Irish Person Of The Year Giving back from Tipp to TIP!

Geraldine Brown Irish Person of The Year 2019 Photo: William C. Smith

Geraldine Browne, Toronto’s 2019 Irish Person of the Year, was born in the townland of Knockavilla, a small village approximately 7 miles from the Rock of Cashel and 3 miles from Dundrum, Co Tipperary. Geraldine is the third youngest of 11 siblings – 6 boys and 5 girls – born to Peter and Kitty Browne. Peter was a Forestry worker, and Kitty was – understandably! – a full-time stay at home mother. The Brownes are a family firmly rooted in the parish – both Geraldine’s parents grew up in the area and of the 11 siblings, Geraldine is the only one not living close to the home-place. Geraldine came to Canada 27 years ago and has worked in the caring professions here ever since, including nurse’s aid, special needs teacher’s assistant, professional nanny, and more recently as a Personal Support Worker, having spent most of 2018 back in full time study.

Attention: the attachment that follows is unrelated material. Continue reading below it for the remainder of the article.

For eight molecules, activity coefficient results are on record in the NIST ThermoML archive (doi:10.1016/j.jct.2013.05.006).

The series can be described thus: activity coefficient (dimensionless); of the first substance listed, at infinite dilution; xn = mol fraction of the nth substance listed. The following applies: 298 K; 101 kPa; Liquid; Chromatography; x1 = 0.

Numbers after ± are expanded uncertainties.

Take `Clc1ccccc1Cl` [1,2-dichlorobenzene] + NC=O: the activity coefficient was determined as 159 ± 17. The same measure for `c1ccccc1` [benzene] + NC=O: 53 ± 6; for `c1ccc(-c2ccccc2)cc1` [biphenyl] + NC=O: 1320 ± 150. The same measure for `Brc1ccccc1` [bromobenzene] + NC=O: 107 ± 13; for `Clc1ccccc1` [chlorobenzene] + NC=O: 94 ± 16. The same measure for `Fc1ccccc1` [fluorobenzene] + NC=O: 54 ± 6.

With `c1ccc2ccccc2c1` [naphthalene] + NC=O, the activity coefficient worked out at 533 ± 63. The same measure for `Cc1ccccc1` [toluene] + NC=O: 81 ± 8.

Over that time Geraldine has been very active in Toronto’s Irish community, putting into action in her new home the love of Irish culture that was instilled in her back in Tipp. Most notably Geraldine has been with the Toronto Irish Players (“TIP”) for more than twenty five years and has been the President since 2016, and is the co-Producer of their current production, The Land Grabber. Music and Dance have been Geraldine’s other main cultural pursuits – in particular Geraldine loves her set dancing! – and is the driving force behind “Open Door Ceilis Toronto”, organising monthly set dance ceilis and a set dance weekend annually every May, featuring a teacher from Ireland, bringing new sets and footwork to Canadian set dancers. Geraldine served as the Irish Language Officer for the local Comhaltas Ceolteori Eireann branch here and was one of the leaders in setting up a camogie club at the old Irish Centre, back in the day, perhaps seeking an outlet for the talent that earned her an All-Ireland schools winning medal back in Tipp. Other organisations to benefit directly from Geraldine’s sense of community include the Irish Cultural Society and the Benevolent Society (of which she is the current President), the annual Mass of Memory, and the Toronto chapter of Solace. Geraldine volunteered for many years at her local Church’s “Out of the Cold” program and has worked as a teacher’s assistant at Dunblaine School, a school for kids with learning disabilities. Reflecting on why she is motivated to give her time and energy to community work, Geraldine says it was what she saw her parents doing back home, and it was natural for her and her siblings to do the same. The Toronto Irish Community will show its appreciation for all that Geraldine does at a lunch in her honour on Sunday, March 3rd – all are welcome – details from